Former All Blacks second five-eighth Walter Little has urged the national selectors to rush Dan Carter back and believes that would also save Ma'a Nonu's skin ahead of next weekend's test in Sydney.
Carter, who ruptured his Achilles tendon six months ago, attended his first All Blacks training session in Auckland yesterday and if he emerges unscathed from Canterbury's match against Waikato at AMI Stadium tomorrow night he is at short odds to replace Stephen Donald at No10 for the Bledisloe Cup test against the Wallabies.
Although potent on attack in the 31-19 loss to the Springboks in Durban on August 2, second-five Nonu did little to relieve the pressure on Donald in either test in the Republic and his critics have suggested Luke McAlister, who possesses a more educated boot, would be a better fit for the backline.
Little, who played most of his 50 tests between 1990 and 1998 at second-five, said if Carter returned it should result in the backline functioning more smoothly and take some of the heat off Nonu but warned he still needed to look to use his short kicking game to turn defences around.
"He's got the goods and I think when you see Carter back you will see him back to his best again. I think he (Nonu) needs to have a look at what options are out there for him. If he believes if a `wipers' or a kick from second-five are the best option, then he has got to tell his insides that he needs the ball.
"He has also been around long enough and I think it's time for him to start making those decisions. You can't really just rely on one or two guys, you have to have a senior platform (of players) there who can rely on each other."
Nonu has played 39 tests for the All Blacks and has been the first-string No12 since the 2007 World Cup. Although there has never been any question about his ability to make line breaks and he has formed a solid defensive shield with Conrad Smith, he is rarely used as a kicking option at test level.
"I think the reason we have got in this situation, where we are thinking about a kicking option at second five-eighth, is because we don't have Carter there," Little added.
"But once we do get him back you will probably find things start to happen again."
Having lost both tests in South Africa, the All Blacks' grip on the Tri-Nations trophy is tenuous but a win over the Wallabies on August 22 would deflect some of that heat and ensure they retain the trophy.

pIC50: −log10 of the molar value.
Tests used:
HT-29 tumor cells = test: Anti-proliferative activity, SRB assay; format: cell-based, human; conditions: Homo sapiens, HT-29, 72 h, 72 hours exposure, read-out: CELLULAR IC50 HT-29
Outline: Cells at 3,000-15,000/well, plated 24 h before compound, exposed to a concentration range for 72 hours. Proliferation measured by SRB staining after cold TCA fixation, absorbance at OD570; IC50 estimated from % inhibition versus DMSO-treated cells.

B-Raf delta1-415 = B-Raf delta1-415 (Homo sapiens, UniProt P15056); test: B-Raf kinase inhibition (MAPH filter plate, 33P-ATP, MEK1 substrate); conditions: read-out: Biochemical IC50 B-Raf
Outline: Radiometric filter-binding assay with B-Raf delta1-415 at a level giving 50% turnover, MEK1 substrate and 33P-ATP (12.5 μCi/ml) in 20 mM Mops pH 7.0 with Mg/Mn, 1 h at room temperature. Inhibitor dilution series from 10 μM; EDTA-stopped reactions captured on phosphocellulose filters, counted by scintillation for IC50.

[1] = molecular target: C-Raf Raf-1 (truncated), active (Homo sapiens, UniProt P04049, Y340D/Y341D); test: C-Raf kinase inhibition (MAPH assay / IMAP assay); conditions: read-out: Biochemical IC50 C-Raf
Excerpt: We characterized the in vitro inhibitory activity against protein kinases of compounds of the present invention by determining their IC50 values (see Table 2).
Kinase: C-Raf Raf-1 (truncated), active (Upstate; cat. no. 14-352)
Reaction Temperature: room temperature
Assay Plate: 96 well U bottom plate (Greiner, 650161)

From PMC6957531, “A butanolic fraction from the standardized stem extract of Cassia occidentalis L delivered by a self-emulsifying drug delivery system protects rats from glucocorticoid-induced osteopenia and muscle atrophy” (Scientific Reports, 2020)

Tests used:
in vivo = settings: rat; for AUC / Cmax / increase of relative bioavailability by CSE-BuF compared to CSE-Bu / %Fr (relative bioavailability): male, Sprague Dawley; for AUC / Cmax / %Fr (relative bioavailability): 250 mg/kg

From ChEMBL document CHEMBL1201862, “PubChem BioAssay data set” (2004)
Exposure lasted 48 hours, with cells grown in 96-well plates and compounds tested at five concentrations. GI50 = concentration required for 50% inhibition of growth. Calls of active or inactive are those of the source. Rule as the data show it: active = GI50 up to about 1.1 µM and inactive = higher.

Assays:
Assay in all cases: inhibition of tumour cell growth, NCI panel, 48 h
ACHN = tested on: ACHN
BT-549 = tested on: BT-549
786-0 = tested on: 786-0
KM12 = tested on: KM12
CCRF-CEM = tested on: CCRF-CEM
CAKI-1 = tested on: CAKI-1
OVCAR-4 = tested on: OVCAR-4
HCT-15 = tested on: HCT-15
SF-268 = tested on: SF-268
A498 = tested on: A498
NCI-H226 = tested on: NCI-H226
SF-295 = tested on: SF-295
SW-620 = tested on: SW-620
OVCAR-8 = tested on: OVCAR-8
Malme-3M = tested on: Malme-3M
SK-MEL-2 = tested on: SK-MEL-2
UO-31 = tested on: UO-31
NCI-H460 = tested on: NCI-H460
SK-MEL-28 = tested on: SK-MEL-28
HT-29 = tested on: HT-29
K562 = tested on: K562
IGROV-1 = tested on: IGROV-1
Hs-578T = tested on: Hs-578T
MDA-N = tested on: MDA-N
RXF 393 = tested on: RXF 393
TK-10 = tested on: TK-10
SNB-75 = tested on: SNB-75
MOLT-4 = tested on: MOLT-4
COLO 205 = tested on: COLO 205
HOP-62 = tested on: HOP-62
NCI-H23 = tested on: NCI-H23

Changes from the Durban defeat are certain but just how many will be made is uncertain.
For Little, however, the return of Carter should be a no brainer: "I believe if he is 100 per cent and I think he has shown that in the games he has played ... And he is going to get another game under his belt on Friday and comes through that, well, you have to start him definitely."
Coach Graham Henry was a little coy yesterday whether Carter will be rushed back.
"We're selecting the side on Tuesday in Sydney and we'll have to wait and see," Henry said.
"The squad of 26 will be announced on Saturday night ... and we'll select a 15 and seven substitutes on Tuesday."
Henry said Carter had played well for Canterbury against Auckland last weekend and was keen to play.
"He's jumping out of his skin, he's enjoyed his training. He'll do his best but I don't think there's any greater expectation on Daniel Carter than any other time that he's played for the All Blacks," he said.
Meanwhile lock Bryn Evans is the latest All Black to have his Tri-Nations campaign ended by injury.
The Hawke's Bay leaper, who was a surprise inclusion in this year's national squad, will undergo surgery on his back and is out of rugby "for the foreseeable future", according to All Blacks doctor Deb Robinson.
Evans was forced to withdraw from the Hawke's Bay team ahead of their match against Wellington last weekend after suffering back pain while training.
Robinson said Evans had been diagnosed with a small disc prolapse in his back after undergoing a scan and visiting a specialist this week.
- with NZPA
- The Press
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